When you do give your pup treats, it’s important that they come out of their total food for the day. This means that if you give them a handful of treats a day, make sure to subtract a bit of food from their breakfast and dinner to compensate. Keeping your puppy at a healthy weight when they are young sets them up to maintain a healthy weight into adulthood
We all know how persuasive our dogs and cats can be when it comes to asking for leftovers. Puppy dog eyes and persistent meows can be hard to resist! Even though it may seem like a way to show your pet you love them, giving them leftovers can be really detrimental to their health. Human foods often contain ingredients that (even in small amounts) that are bad for cats or dogs. Leftovers can be very caloric for your pet (since they are smaller than us they need less food overall), and even a small amount can equate to their entire daily calorie requirements! That’s like us eating double what we need to, every single day.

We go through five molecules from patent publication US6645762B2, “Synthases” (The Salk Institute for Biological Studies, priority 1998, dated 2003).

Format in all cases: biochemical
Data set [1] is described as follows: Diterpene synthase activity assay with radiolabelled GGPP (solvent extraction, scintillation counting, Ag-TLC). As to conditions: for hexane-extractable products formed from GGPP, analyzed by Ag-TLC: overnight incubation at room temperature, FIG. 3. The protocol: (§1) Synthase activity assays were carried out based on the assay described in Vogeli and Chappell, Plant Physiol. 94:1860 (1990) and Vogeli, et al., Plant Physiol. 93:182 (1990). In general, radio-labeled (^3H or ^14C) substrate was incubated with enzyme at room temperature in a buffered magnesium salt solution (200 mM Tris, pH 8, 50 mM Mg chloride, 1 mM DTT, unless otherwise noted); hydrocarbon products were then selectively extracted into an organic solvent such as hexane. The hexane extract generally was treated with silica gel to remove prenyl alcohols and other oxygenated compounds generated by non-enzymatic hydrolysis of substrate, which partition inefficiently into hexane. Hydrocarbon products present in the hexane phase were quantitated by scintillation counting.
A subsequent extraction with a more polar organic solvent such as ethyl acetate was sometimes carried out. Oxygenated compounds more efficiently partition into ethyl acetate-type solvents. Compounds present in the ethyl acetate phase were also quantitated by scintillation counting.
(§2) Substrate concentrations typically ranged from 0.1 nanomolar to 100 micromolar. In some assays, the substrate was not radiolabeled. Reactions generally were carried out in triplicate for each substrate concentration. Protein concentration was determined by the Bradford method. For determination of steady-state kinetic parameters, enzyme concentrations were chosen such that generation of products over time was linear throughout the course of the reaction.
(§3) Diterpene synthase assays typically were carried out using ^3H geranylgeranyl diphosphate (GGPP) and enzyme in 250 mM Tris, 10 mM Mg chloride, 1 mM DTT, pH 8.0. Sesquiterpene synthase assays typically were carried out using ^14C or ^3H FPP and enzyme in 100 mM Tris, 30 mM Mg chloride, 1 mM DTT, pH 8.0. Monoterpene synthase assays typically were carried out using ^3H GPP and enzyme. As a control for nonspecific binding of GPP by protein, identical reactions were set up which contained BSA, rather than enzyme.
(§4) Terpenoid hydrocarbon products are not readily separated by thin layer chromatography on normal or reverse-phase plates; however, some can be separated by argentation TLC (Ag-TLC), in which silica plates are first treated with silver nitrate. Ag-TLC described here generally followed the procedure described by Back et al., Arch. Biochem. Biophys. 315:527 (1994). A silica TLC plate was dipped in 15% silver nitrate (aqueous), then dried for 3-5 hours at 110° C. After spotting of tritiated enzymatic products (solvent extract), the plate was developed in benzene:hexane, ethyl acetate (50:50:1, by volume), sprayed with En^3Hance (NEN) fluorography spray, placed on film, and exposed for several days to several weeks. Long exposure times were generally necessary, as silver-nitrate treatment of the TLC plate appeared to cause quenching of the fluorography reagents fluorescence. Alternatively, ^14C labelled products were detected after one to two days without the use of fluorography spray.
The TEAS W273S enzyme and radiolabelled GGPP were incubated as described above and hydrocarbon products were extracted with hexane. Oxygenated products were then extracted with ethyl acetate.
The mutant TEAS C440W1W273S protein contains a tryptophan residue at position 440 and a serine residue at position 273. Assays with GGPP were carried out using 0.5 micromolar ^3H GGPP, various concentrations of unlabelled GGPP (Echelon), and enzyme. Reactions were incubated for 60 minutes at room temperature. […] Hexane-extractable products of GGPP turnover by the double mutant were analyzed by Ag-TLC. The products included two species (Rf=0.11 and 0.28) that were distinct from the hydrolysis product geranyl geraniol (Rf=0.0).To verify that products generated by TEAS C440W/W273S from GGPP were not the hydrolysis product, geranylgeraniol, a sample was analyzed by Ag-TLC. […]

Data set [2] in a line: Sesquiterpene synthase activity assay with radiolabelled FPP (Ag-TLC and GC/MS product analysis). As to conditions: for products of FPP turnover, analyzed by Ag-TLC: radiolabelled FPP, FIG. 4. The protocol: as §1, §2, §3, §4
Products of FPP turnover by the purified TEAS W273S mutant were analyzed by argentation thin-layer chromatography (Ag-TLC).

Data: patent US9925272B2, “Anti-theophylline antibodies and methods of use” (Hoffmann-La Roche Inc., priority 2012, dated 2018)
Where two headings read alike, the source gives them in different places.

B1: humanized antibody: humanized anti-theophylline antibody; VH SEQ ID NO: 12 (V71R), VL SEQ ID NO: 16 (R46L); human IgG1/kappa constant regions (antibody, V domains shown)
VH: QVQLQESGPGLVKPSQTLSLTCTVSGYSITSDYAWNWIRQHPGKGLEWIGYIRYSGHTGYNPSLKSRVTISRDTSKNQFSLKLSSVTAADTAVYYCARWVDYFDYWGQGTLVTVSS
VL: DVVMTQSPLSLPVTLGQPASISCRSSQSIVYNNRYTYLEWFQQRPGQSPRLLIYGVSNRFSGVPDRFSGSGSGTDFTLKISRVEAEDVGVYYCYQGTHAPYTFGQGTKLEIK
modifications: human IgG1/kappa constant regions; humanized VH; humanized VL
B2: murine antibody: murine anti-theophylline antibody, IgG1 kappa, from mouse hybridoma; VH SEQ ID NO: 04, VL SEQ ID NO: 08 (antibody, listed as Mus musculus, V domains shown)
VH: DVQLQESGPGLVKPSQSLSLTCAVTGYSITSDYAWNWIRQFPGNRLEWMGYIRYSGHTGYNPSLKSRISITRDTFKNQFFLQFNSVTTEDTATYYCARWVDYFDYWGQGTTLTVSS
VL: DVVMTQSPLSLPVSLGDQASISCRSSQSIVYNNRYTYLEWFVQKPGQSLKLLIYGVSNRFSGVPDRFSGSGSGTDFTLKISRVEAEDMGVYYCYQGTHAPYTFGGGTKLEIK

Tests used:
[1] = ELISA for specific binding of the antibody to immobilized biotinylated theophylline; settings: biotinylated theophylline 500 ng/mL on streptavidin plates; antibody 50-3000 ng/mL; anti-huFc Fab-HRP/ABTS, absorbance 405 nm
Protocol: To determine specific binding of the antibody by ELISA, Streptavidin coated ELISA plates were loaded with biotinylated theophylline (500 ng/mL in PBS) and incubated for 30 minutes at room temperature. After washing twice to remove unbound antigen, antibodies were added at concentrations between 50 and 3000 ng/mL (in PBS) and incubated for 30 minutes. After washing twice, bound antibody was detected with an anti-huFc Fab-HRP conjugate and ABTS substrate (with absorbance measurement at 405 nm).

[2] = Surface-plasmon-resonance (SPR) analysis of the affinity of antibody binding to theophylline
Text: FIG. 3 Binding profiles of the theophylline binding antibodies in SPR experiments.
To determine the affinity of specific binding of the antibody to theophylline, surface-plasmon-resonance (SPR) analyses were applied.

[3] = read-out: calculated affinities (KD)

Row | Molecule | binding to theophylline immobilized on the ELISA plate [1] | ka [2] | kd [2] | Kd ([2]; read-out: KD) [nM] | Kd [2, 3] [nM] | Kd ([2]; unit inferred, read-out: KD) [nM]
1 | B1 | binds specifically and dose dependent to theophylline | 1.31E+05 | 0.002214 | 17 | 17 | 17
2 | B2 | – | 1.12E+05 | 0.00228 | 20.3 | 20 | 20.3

As your pet gets older, it’s very common for them to become overweight. This can be put down to a combination of a reduction in physical activity, combined with no decrease in feeding regime. As they age, your pet requires less food, and so it’s important to adjust their intake as they get older, as well as maintaining an appropriate level of activity for their health and continuing to monitor treats!
How to help your pet reach a healthy weight:
Check if your pet is overweight
If you think your pet is overweight please contact the Ark team. We offer FREE nurse consults to help you identify if your pet is overweight. Together we work out their ideal weight and establish a nutritional and exercise regime to get them back to their healthiest and happiest!
Get walking with your dog!